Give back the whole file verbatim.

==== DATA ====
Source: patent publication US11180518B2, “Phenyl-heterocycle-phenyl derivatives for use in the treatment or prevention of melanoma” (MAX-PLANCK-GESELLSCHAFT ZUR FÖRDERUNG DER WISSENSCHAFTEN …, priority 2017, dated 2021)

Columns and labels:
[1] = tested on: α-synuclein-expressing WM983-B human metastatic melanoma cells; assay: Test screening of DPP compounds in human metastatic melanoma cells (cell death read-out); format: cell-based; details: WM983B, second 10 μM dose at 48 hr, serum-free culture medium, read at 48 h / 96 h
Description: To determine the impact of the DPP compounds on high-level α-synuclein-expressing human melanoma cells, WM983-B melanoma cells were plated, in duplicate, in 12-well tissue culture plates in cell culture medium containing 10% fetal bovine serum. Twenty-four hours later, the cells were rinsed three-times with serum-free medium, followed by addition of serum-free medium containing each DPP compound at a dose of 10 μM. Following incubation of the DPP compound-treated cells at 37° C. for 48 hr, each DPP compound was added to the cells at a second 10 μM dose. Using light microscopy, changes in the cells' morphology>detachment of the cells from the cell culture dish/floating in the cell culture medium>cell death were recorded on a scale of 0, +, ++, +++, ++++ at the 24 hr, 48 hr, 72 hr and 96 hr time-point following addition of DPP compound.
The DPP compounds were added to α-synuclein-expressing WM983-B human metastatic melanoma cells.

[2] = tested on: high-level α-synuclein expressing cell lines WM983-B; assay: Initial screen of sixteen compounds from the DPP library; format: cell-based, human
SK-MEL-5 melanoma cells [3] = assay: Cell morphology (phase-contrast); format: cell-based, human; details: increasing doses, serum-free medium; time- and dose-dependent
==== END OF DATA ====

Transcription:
Source: patent publication US11180518B2, “Phenyl-heterocycle-phenyl derivatives for use in the treatment or prevention of melanoma” (MAX-PLANCK-GESELLSCHAFT ZUR FÖRDERUNG DER WISSENSCHAFTEN …, priority 2017, dated 2021)

Columns and labels:
[1] = tested on: α-synuclein-expressing WM983-B human metastatic melanoma cells; assay: Test screening of DPP compounds in human metastatic melanoma cells (cell death read-out); format: cell-based; details: WM983B, second 10 μM dose at 48 hr, serum-free culture medium, read at 48 h / 96 h
Description: To determine the impact of the DPP compounds on high-level α-synuclein-expressing human melanoma cells, WM983-B melanoma cells were plated, in duplicate, in 12-well tissue culture plates in cell culture medium containing 10% fetal bovine serum. Twenty-four hours later, the cells were rinsed three-times with serum-free medium, followed by addition of serum-free medium containing each DPP compound at a dose of 10 μM. Following incubation of the DPP compound-treated cells at 37° C. for 48 hr, each DPP compound was added to the cells at a second 10 μM dose. Using light microscopy, changes in the cells' morphology>detachment of the cells from the cell culture dish/floating in the cell culture medium>cell death were recorded on a scale of 0, +, ++, +++, ++++ at the 24 hr, 48 hr, 72 hr and 96 hr time-point following addition of DPP compound.
The DPP compounds were added to α-synuclein-expressing WM983-B human metastatic melanoma cells.

[2] = tested on: high-level α-synuclein expressing cell lines WM983-B; assay: Initial screen of sixteen compounds from the DPP library; format: cell-based, human
SK-MEL-5 melanoma cells [3] = assay: Cell morphology (phase-contrast); format: cell-based, human; details: increasing doses, serum-free medium; time- and dose-dependent